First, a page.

Duke Study Makes Progress in Identifying
Harbingers for Alzheimer’s in the Retina In the 2015 edition of VISION magazine, we reported that Duke Eye Center investigators were using pioneering imaging equipment and software to examine distinctive changes in the retina that could make it possible to diagnose Alzheimer’s disease at an earlier stage than ever before. Since then, these investigators have made exciting strides forward in their search for promising indicators for Alzheimer’s in the eye that could eventually lead to earlier diagnosis and treatment to slow the progression of this insidious disease.
‘This could be a game-changer’
Because the retina is part of the central nervous system, changes in the retina parallel the neurodegenerative changes in the brain with Alzheimer’s disease (AD). But right now, there are no accurate, relatively inexpensive or noninvasive tools to diagnose AD at its early stages, explains Duke retinal ophthalmology specialist Eleonora (Nora) Lad, MD, PhD, one of three principal investigators on the Duke studies, who holds a PhD in neuroscience with a focus on neurodegenerative diseases. Duke geriatrician and ophthalmology research faculty member Heather E. Whitson, MD, MHS, and Sina Farsiu, PhD, director of Duke’s Vision and Image Processing Laboratory, are the other two principal investigators on this important work. “If we can successfully use imaging of the back of the eye to identify specific changes in the retina, or ‘retinal biomarkers,’ that occur in patients who develop AD, the door will be open to develop new diagnostic tests and therapies to slow cognitive decline in patients with mild AD,” Lad explains. “This could be a real game-changer.“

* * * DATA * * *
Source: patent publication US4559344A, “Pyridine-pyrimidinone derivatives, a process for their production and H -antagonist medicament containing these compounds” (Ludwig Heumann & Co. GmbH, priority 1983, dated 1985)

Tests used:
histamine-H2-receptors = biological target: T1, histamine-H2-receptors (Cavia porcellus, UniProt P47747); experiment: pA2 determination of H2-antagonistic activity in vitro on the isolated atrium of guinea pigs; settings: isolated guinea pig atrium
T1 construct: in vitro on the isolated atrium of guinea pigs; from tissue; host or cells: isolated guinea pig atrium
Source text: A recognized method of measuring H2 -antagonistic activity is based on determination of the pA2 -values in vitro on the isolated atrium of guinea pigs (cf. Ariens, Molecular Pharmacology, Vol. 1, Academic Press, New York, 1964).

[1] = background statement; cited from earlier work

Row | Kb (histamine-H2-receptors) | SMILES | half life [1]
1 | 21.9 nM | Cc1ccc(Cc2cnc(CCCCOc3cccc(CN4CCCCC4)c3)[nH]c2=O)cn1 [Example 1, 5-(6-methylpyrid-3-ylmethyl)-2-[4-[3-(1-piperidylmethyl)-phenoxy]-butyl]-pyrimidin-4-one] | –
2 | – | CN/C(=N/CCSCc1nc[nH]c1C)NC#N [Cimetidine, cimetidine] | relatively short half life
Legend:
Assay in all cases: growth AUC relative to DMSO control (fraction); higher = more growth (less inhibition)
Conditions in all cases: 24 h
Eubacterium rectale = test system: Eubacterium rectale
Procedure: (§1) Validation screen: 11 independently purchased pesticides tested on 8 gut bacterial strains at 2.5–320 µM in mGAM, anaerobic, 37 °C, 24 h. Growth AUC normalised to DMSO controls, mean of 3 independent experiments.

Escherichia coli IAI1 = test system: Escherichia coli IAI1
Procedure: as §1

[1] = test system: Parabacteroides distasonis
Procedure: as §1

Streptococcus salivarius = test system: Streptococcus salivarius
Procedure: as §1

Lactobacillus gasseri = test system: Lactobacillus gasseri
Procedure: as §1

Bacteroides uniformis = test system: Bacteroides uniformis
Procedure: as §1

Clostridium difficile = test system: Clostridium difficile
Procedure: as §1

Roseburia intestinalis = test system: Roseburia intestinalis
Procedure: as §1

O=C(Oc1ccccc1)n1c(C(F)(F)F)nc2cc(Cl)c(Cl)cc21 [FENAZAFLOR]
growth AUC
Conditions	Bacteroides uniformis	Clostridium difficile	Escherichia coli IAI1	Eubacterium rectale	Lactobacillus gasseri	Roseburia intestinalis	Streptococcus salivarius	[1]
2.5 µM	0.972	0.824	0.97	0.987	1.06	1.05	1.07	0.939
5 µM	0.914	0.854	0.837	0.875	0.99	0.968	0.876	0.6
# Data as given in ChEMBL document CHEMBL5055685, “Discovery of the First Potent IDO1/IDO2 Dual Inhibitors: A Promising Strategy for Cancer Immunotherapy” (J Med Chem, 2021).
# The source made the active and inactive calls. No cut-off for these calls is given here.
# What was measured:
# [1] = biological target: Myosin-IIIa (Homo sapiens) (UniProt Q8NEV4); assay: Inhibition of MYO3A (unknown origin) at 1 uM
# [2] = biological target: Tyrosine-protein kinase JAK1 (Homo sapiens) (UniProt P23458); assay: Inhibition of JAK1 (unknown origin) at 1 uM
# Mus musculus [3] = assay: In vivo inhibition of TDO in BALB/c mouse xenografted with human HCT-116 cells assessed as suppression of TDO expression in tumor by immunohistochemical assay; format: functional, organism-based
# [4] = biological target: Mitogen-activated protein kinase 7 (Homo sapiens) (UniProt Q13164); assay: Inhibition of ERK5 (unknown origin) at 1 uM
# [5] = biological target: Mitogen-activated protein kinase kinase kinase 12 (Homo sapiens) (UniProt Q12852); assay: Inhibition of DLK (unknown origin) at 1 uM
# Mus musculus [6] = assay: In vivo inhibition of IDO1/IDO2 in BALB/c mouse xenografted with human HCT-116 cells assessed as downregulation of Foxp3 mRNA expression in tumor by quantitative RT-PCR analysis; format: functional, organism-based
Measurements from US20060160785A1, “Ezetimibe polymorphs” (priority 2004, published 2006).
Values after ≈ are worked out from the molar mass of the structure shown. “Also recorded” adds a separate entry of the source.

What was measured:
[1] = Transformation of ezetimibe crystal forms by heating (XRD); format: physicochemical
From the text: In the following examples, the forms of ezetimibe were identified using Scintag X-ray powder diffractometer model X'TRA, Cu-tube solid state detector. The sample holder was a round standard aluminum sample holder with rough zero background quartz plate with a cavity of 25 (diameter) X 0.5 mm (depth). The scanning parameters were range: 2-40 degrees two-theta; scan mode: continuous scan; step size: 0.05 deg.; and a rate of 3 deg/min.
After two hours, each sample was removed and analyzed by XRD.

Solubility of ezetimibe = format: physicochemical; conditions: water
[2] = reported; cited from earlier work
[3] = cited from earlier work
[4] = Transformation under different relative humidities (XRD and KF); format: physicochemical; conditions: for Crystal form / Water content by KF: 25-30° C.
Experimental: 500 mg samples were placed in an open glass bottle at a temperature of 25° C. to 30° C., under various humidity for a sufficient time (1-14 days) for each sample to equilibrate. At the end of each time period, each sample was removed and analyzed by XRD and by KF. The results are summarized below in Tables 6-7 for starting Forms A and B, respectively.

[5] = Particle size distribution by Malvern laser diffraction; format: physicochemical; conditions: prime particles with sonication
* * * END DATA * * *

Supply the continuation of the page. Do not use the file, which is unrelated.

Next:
One-year study completed Duke investigators selected three groups of participants for this initial study: people diagnosed with mild cognitive impairment (MCI), a strong risk factor for AD; those diagnosed with early to moderate AD; and those characterized as neurocognitively normal. The goal was to look for biomarkers in the retina and to see if there were differences between groups at the outset of the study—and if so, whether there were changes to these biomarkers at the one-year mark. DUKE EYE CENTER
At the initial exam, baseline measurements of several retinal characteristics were taken for each participant. Then, at the one-year mark, investigators took these same measurements again to determine whether any changes were apparent. The Duke team used highly sophisticated software developed at the Duke Ophthalmology to capture Eleonora Lad, MD, PhD and analyze images of the retina. Optical coherence tomography (OCT) captures precise 3-D images of the back of the eye. The Duke Optical Coherence Tomography Retinal Analysis Program (DOCTRAP), developed in Farsiu’s laboratory, is a comprehensive software package for extracting meaningful information from OCT images. Using OCT and DOCTRAP together, investigators can measure the thickness of each individual retinal layer, allowing them to differentiate characteristics of, and changes in, each.
Results promising, and surprising Duke investigators recently completed their analysis of data from the baseline exams, and found some unexpected results. Based on studies by other researchers, Duke investigators had expected to see thinning of the retina as a potential biomarker for AD, but they did not observe a significant difference between the AD and non-AD groups in the Duke subjects’ OCT images. “Rather than finding retinal thinning across the board, we saw that the retinal layers could become thicker in some places and thinner in others,” Farsiu shares. “Our study suggests that that the potential patterns of disease we can see on OCT images are far more complex than was previously reported.”